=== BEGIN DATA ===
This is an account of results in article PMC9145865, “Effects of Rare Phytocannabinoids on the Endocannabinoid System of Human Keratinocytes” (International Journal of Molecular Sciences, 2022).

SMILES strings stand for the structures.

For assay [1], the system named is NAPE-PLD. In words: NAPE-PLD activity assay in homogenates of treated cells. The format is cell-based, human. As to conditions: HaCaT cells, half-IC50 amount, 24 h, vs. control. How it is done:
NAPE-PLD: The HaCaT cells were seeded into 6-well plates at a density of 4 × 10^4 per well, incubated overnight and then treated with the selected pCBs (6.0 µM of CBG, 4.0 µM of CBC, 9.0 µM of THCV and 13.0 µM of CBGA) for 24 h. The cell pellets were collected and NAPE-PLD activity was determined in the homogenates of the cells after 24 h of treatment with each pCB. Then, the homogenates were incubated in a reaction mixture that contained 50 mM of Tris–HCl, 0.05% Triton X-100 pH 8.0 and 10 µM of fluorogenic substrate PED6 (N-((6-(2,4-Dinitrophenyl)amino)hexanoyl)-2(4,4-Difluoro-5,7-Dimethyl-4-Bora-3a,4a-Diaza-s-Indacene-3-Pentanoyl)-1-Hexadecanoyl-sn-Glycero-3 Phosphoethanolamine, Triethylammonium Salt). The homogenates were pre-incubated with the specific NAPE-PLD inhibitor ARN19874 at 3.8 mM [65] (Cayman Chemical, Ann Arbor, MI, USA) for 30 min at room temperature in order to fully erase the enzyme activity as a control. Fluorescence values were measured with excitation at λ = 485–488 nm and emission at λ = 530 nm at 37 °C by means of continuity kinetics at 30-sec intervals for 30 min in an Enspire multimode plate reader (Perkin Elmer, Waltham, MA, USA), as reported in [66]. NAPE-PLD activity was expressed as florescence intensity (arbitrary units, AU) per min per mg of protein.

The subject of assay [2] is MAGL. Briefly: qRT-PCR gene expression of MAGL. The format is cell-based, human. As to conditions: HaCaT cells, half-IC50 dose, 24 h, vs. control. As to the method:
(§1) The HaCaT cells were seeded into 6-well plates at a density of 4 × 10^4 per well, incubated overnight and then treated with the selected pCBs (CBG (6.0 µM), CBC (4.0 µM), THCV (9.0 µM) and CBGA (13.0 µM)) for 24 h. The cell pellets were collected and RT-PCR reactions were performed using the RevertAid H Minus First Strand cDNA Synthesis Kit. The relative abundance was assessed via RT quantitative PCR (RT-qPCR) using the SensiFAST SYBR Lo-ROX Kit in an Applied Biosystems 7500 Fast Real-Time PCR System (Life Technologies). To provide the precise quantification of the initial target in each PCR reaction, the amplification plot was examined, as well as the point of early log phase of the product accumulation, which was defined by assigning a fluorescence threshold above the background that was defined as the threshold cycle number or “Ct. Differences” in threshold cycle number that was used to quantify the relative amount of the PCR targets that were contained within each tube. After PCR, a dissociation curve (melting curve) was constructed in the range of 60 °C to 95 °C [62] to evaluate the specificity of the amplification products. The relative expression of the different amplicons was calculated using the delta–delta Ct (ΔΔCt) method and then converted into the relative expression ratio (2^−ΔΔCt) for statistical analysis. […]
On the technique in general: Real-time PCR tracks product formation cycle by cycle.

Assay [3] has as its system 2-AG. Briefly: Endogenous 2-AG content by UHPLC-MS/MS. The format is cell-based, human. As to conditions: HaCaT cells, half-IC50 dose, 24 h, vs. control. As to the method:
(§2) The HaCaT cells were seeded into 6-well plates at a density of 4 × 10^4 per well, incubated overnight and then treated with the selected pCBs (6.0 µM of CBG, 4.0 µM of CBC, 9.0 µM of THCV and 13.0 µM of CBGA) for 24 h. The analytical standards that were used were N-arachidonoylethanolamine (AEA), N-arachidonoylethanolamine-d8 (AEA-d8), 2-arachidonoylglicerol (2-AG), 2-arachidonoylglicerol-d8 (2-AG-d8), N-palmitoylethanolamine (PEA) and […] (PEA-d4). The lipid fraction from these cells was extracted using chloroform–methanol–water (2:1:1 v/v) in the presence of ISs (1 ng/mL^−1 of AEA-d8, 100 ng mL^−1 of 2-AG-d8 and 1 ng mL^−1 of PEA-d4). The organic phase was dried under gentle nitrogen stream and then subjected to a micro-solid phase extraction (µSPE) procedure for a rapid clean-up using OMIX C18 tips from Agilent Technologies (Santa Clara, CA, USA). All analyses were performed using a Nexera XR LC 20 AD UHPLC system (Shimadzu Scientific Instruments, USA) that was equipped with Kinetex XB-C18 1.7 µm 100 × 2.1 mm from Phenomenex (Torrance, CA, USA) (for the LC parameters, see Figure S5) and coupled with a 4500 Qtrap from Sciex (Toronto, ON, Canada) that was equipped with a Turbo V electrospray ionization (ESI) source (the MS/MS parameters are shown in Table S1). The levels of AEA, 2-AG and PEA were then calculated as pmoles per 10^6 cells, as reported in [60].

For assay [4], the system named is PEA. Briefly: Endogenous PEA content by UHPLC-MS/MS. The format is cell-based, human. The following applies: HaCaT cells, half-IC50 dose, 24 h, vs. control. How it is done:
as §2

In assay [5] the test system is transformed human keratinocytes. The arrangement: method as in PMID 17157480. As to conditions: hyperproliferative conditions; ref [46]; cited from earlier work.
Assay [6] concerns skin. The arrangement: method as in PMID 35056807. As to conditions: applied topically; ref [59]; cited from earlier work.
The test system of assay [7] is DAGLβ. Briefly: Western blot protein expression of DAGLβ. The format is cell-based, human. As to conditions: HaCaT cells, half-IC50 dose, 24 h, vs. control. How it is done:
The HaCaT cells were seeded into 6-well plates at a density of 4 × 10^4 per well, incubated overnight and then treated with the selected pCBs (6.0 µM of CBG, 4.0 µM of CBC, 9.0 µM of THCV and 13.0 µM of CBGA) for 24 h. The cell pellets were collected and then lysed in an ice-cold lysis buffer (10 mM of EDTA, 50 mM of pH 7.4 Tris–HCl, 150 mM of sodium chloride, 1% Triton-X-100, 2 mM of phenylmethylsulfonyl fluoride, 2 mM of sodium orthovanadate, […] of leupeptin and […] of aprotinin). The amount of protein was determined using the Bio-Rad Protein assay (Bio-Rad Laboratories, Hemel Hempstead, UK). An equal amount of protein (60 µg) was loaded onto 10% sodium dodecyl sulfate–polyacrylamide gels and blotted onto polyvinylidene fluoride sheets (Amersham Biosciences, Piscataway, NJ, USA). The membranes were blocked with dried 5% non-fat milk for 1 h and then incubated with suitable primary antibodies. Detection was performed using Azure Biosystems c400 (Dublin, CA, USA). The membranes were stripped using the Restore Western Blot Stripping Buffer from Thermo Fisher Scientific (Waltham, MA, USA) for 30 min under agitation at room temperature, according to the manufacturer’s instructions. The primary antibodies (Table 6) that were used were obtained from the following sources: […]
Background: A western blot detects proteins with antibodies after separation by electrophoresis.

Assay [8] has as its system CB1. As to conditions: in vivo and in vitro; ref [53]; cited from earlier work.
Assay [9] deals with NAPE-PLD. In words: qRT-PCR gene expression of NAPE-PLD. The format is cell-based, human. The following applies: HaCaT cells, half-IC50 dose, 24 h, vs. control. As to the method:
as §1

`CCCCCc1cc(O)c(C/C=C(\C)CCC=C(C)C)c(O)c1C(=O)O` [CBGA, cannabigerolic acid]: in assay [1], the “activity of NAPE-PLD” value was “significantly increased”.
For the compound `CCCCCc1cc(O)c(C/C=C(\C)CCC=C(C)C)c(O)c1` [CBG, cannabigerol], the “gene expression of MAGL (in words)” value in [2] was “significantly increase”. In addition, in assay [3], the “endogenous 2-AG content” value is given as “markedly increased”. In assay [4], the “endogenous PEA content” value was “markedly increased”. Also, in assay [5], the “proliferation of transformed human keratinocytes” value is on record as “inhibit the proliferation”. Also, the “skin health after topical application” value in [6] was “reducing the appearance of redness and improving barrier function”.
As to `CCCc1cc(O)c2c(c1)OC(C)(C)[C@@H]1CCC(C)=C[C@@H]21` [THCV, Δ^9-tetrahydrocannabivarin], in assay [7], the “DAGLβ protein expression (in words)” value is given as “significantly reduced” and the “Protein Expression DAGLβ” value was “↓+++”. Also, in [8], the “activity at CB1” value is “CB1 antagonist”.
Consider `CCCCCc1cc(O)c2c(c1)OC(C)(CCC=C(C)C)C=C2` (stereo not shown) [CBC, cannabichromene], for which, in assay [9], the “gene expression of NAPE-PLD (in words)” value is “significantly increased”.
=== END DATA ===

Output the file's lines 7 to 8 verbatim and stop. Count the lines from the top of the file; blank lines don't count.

On the technique in general: Real-time PCR tracks product formation cycle by cycle.

Assay [3] has as its system 2-AG. Briefly: Endogenous 2-AG content by UHPLC-MS/MS. The format is cell-based, human. As to conditions: HaCaT cells, half-IC50 dose, 24 h, vs. control. As to the method: